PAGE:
One of the issues is that Dr Callendar has is a fear of Math and equations in popular reading. A lot of other people are afraid of these few very pretty symbols. Lets do an experiment and see if using some equations and symbols drives readers into fits of terror and prevents their understanding as they cower shivering under their chairs.
The below is from Heinz Pagels in the Cosmic Code (available on Kindle from Amazon and Nook from B&N for about 10 bucks). It shows up on Google books too. Go look, it's fun.
One part of the Uncertainty Principal is (p)x(q)h – where p and q (the is pronounced delta, e.g., delta-p) are the sums of all of the uncertainties — or differences — in a huge pile of measurements of the position and velocity of some particle we're measuring – and h is the tiny, but still not zero, number called the Plank constant. The mathematical symbols haven't changed meaning, so if h ain't zero, neither p or q can be either. We can be as precise as we like, until we hit the Plank Constant. This is not some mathematical oddity, it is how the universe operates. That is weird, and that is one example of quantum weirdness.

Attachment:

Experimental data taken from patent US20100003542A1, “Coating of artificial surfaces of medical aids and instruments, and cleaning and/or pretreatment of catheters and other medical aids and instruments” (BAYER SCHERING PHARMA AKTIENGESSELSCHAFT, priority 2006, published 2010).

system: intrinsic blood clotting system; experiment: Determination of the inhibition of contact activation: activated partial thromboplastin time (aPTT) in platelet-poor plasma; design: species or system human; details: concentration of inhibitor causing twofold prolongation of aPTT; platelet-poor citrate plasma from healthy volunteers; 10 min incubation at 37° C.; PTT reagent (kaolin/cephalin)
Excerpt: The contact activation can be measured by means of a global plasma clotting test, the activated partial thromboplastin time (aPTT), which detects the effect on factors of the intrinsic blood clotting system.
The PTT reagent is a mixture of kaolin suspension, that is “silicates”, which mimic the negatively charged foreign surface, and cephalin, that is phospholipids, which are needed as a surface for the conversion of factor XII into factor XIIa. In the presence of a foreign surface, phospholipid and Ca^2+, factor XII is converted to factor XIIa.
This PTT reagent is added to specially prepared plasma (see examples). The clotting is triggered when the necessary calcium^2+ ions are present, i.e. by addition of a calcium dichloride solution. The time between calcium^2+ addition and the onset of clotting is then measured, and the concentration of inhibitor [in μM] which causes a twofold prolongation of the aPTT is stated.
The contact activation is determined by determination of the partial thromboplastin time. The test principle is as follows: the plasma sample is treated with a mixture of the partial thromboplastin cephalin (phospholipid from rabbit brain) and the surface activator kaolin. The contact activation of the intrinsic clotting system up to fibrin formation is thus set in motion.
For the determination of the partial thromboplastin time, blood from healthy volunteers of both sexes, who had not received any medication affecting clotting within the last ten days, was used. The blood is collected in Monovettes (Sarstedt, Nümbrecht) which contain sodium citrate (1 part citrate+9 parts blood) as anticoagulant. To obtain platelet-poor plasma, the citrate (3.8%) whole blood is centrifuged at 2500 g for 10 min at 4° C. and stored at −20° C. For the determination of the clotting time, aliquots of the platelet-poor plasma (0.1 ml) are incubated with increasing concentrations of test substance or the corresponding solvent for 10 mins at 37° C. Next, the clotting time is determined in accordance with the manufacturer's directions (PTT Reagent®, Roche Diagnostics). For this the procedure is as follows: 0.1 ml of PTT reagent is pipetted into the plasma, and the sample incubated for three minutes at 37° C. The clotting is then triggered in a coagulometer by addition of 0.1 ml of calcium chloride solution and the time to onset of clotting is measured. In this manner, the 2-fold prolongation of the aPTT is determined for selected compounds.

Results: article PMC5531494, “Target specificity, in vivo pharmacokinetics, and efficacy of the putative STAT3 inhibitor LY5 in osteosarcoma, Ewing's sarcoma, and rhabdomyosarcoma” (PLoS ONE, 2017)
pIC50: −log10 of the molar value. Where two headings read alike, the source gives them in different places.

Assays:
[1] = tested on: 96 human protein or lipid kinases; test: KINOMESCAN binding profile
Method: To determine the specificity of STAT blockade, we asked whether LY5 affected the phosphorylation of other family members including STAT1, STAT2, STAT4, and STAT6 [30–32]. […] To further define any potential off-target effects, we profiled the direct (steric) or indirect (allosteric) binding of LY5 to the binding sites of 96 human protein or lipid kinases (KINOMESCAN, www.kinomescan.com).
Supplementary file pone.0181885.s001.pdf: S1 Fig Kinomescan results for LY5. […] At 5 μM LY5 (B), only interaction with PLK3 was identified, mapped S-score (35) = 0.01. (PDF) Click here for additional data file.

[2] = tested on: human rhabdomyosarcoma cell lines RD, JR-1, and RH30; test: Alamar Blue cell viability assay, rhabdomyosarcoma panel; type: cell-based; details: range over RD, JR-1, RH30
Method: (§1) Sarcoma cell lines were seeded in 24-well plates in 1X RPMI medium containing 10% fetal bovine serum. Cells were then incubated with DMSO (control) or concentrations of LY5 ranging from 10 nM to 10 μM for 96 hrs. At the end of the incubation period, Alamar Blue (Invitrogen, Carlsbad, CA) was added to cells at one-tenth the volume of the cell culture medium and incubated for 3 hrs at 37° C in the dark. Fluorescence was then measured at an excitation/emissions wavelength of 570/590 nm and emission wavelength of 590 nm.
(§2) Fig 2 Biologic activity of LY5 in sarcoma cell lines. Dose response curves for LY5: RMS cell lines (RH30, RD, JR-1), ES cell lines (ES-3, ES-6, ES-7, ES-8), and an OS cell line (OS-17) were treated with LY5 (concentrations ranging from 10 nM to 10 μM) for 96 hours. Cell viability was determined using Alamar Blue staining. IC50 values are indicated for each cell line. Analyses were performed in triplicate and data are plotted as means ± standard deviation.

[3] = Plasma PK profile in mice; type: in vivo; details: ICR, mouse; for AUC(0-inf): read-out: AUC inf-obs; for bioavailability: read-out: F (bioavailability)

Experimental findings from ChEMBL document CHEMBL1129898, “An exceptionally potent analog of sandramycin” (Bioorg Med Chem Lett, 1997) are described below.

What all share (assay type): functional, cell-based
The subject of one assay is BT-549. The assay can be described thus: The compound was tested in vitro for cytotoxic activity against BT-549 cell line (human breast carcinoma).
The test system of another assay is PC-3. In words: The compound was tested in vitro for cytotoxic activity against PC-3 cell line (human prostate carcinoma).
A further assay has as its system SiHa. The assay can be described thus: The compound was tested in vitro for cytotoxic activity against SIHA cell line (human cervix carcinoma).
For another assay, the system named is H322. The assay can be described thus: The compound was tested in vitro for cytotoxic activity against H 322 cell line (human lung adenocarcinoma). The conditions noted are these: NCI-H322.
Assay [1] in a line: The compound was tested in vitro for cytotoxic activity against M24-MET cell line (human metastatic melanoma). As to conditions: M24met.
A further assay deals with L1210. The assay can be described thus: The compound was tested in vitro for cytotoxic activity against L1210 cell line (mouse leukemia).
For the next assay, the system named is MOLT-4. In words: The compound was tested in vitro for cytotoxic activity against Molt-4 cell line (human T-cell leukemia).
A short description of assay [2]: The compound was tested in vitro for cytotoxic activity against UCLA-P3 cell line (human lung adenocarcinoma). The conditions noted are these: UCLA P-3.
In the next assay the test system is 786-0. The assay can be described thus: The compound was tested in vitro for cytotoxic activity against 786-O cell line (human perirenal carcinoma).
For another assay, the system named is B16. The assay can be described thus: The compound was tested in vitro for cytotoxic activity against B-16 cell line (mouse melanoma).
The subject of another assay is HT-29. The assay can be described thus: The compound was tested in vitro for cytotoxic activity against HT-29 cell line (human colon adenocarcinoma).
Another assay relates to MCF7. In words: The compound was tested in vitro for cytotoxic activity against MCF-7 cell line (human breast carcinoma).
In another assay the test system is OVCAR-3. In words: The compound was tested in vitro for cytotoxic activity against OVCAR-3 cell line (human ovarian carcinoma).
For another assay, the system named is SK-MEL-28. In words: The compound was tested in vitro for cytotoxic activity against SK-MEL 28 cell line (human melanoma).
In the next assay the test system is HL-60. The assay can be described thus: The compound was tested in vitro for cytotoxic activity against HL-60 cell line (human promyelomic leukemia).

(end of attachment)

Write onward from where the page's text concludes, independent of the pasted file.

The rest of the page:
The question for the experiment is: Would Dr Callendar have done better to use the equation in the first article instead of metaphors from TV and Movies? Or, did they so frighten you that you need a good stiff brandy and a foot rub.
So I'm asking the same question to everyone on Slashdot. Would Dr Callendar been better off just diving in and dealing with Heisenberg and quantum mechanics using the tools that were developed for it.
Even casual users find typing faster than mousing. So while there are modes of interaction where it’s nice to sit back and drive around with the mouse, we observe people staying more engaged and more focused on their task when they can keep their hands on the keyboard all the time. Hotkeys are a sort of mental gymnastics, the HUD is a continuation of mental flow.
It’s smart, because it can do things like fuzzy matching, and it can learn what you usually do so it can prioritise the things you use often. It covers the focused app (because that’s where you probably want to act) as well as system functionality; you can change IM state, or go offline in Skype, all through the HUD, without changing focus, because those apps all talk to the indicator system. When you’ve been using it for a little while it seems like it’s reading your mind, in a good way.
MSDOS is not dead, it just smells that way. -- Henry Spencer